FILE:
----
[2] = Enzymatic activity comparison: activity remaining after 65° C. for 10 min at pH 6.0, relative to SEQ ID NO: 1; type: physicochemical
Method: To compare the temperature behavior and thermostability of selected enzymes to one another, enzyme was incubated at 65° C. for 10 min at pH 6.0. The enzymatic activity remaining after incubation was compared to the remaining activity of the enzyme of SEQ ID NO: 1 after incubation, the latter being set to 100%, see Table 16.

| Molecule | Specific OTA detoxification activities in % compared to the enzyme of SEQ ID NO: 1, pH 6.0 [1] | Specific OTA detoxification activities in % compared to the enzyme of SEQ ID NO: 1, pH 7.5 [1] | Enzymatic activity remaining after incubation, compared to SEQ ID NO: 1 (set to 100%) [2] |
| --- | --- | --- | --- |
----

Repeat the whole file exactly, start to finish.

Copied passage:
[2] = Enzymatic activity comparison: activity remaining after 65° C. for 10 min at pH 6.0, relative to SEQ ID NO: 1; type: physicochemical
Method: To compare the temperature behavior and thermostability of selected enzymes to one another, enzyme was incubated at 65° C. for 10 min at pH 6.0. The enzymatic activity remaining after incubation was compared to the remaining activity of the enzyme of SEQ ID NO: 1 after incubation, the latter being set to 100%, see Table 16.

| Molecule | Specific OTA detoxification activities in % compared to the enzyme of SEQ ID NO: 1, pH 6.0 [1] | Specific OTA detoxification activities in % compared to the enzyme of SEQ ID NO: 1, pH 7.5 [1] | Enzymatic activity remaining after incubation, compared to SEQ ID NO: 1 (set to 100%) [2] |
| --- | --- | --- | --- |